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WAWA/WeAreWideAwake is my Public Service to America as a muckracker who has journeyed seven times to Israel Palestine since June 2005. WAWA is dedicated to confronting media and governments that shield the whole truth.

We who Are Wide Awake are compelled by the "fierce urgency of Now" [Rev MLK, Jr.] to raise awareness and promote the human dialogue about many of the crucial issues of our day: the state of our Union and in protection of democracy, what life is like under military occupation in Palestine, the Christian EXODUS from the Holy Land, and spirituality-from a Theologically Liberated Christian Anarchist POV.

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We hold these truths to be self-evident: That all men are created equal; that they are endowed by their creator with certain unalienable rights; that, among these, are life, liberty and the pursuit of happiness; that, to secure these rights, governments are instituted among men, deriving their just powers from the consent of the governed; and, whenever any form of government becomes destructive of these ends, it is the right of the people to alter or to abolish it. -July 4, 1776. The Declaration of Independence


Home arrow Blog arrow June 2007 arrow June 11, 2007

June 11, 2007


For the last three days in D.C., I have been greatly blessed to reconnect with old friends and new ones that I had only been in e-mail contact with. I also had the opportunity to meet dozens of people that I never even knew of, who have dedicated decades of their lives to ending the OCCUPATION of Palestine.

Yesterday I was one of thousands of patriotic Americans converging on Capitol Hill in solidarity saying: ENOUGH is ENOUGH! 40 years of Israel’s occupation of the West Bank, Gaza and East Jerusalem must end.

We the people who seek truth, justice and peace mobilized and called for:

An end to U.S. military, economic, diplomatic, and corporate support for Israel's illegal military occupation of the Palestinian West Bank, Gaza Strip, and East Jerusalem.

A change in U.S. policy to one that supports a just peace between Palestinians and Israelis based on equality, human rights and international law, and the full implementation of all relevant UN resolutions.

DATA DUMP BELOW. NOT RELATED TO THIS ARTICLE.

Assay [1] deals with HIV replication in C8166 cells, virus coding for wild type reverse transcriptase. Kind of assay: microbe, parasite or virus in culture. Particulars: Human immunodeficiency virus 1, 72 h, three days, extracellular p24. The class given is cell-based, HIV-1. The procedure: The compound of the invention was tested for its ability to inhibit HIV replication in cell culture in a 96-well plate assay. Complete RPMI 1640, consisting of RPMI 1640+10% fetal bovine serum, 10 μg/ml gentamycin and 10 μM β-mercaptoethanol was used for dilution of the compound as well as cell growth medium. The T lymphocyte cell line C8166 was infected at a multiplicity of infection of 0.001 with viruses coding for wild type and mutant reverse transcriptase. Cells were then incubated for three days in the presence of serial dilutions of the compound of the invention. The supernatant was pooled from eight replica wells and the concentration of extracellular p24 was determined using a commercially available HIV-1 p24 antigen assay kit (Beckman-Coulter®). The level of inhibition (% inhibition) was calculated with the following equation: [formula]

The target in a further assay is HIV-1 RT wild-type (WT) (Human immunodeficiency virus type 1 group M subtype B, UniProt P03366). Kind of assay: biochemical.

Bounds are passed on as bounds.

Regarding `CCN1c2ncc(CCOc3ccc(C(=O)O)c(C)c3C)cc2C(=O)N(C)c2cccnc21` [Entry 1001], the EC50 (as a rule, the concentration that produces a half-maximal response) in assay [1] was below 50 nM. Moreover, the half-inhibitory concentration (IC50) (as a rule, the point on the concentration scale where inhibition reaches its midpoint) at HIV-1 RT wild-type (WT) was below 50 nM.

The situation is untenable and injustice unsustainable, but I was filled with HOPE by all the radical truth, justice and peace seeking Jews in solidarity to END THE OCCUPATION  of Palestine and because laughter brings us together and builds community, and as some wise Rabbi once said:

“You can’t hate somebody when you laugh with them.”


Today WAWA features words of wisdom from the Axis Of Evil Comedians: Ahmed Ahmed, Aron Kader, Maz Jobrani and Dean Obeidallah


The Jewish Presence at the March and following that; a message from Jerusalem.

In solidarity with the International Community, over 5,000 truth, justice and peace activists converged on the West Lawn of the U.S. Capitol for the historic national demonstration against the Israeli occupation on a hot humid Sunday afternoon and declared:

 "40 years of Israel’s occupation are enough!"

Mitchell Plitnick, Director of Education and Policy for Jewish Voice for Peace and one of 7,000 truth, justice and peace seeking Jews labeled as "self-hating and Israel-threatening Ediots" by Zionist hatemongers who established the Jewish S.H.I.I.T.E. List; exclaimed, "Forty years is not just enough; it is too much!"

Another designee on the S.H.I.I.T.E. List, Phyllis Bennis, journalist, author, scholar and Director of The New Internationalism Project at the Institute for Policy Studies whose specialty is the Middle East and United Nations issues acted as M.C., "This day is historic and has global importance. While we say no to US support for Israeli occupation, our counterparts from all around the world are saying the same message to their own governments. From South Africa to Brazil, from Australia to Canada, from Britain to Malaysia, Ramallah to Tel-Aviv, today is a day of international action. The world says no to occupation and we say no to U.S. support of occupations...There are now 535 checkpoints and there are 535 members of Congress. Perhaps those checkpoints should be named for them."